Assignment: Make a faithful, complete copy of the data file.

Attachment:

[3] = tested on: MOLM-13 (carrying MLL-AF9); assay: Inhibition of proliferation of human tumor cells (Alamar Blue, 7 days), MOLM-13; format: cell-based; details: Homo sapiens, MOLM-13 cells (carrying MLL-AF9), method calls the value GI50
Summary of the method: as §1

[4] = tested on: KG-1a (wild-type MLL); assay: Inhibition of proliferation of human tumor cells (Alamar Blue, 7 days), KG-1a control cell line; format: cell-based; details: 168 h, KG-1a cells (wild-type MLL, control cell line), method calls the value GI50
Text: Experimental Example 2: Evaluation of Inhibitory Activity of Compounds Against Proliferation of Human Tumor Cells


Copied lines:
[3] = tested on: MOLM-13 (carrying MLL-AF9); assay: Inhibition of proliferation of human tumor cells (Alamar Blue, 7 days), MOLM-13; format: cell-based; details: Homo sapiens, MOLM-13 cells (carrying MLL-AF9), method calls the value GI50
Summary of the method: as §1

[4] = tested on: KG-1a (wild-type MLL); assay: Inhibition of proliferation of human tumor cells (Alamar Blue, 7 days), KG-1a control cell line; format: cell-based; details: 168 h, KG-1a cells (wild-type MLL, control cell line), method calls the value GI50
Text: Experimental Example 2: Evaluation of Inhibitory Activity of Compounds Against Proliferation of Human Tumor Cells